September 21, 2016
In the weekly Librairie Drawn & Quarterly Books of the Week, the Montreal bookstore recommends several new works of fiction, art books, periodicals, and comics.
Librairie Drawn & Quarterly is one of Montreal's premiere independent bookstores.
The Hidden Keys
by André Alexis
André Alexis did not rest on his laurels after winning the Giller with Fifteen Dogs, instead following up with this year’s fantastic The Hidden Keys. The third installment in a projected five book sequence, The Hidden Keys details an eclectic cast, including a sophisticated thief, a heroin addict, and a taxidermist, as they hunt for a massive inheritance. Inspired by Robert Louis Stevenson’s Treasure Island and set in Toronto, the rendering of which has become something of a trademark for Alexis, The Hidden Keys brings to the forefront all the wit, grit, and talent we have come to expect from the reigning Canadian Fiction champ.
by Kate Beaton
Hark! A new Kate Beaton book! King Baby is the egg-shaped ruler of the house, and his humble servants—a.k.a. parents—are doing all they can to appease him. King Baby will let you take pictures, for King Baby is generous, but as his parents soon find out, King Baby also has many demands. Kate’s illustrations are awww-inspiring; dangerously cute for child and adult alike. Lap this one up!
Hot or Not: 20th-Century Male Artists
by Jessica Campbell
Jessica Campbell, formerly of D+Q, has forever changed the way we talk about 20th century artists. In this informed and hilarious book, Jessica gives us the rundown on highbrow hotties, from Malevich to Rothko. This is a comic book for those who are just as concerned about an artist’s body as their body of work. The men who occupied the art hierarchy of the past century take their turn as Jessica’s subjects, as she erodes macho ideals of artistic achievement with heart-eyes-hindsight.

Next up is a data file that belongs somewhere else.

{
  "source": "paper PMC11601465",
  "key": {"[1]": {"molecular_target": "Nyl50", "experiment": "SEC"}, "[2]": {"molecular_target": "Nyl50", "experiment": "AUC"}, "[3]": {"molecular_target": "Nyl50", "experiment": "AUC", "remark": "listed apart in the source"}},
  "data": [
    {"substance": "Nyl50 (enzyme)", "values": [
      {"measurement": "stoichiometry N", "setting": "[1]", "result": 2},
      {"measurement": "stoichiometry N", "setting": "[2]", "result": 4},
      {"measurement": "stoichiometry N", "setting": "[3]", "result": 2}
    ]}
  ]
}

The Hideous Hidden
by Sylvia Legris
The language of anatomy is wrought with rich, poetic potential, and never has this potential been so brilliantly realized as it is in The Hideous Hidden, a voracious foray into the physical by Sylvia Legris. Winner of the 2006 Griffin Poetry Prize with Nerve Squall, Legris uses her poetic sensibility to dissect our “complicated riddle of meats.” Drawing from sources such as da Vinci’s Anatomical Manuscripts and Baudelaire’s Flowers of Evil, each poem scintillates, sharp as a scythe. This collection is worth it for some of the titles alone, “Serenade the Glands” and “Cold Zodiac and Butchered Pig” being two that stand out in particular.
The Arab of the Future 2
by Riad Sattouf
A follow-up to his much beloved first-installment of the graphic novel, The Arab of the Future 2 picks up right where Riad Sattouf left off. The plot follows the author as he settles in his father’s hometown of Homs, gets to go to school, and focuses on becoming a true Syrian in the country of the dictator Hafez Al-Assad. The scope of Sattouf’s comic is remarkable, taking in the complicated landscape of politics and religion, but it is in the small, human moments that he shines as an artist. A bestseller in both English and French, The Arab of the Future is essential read that deserves such a phenomenal sequel.
Librairie Drawn & Quarterly links:
also at Largehearted Boy:
Antiheroines (interviews with up and coming female comics artists)
Atomic Books Comics Preview (weekly new comics and graphic novel highlights)
Book Notes (authors create music playlists for their book)
guest book reviews
Note Books (musicians discuss literature)
Short Cuts (writers pair a song with their short story or essay)
WORD Bookstores Books of the Week (weekly new book highlights)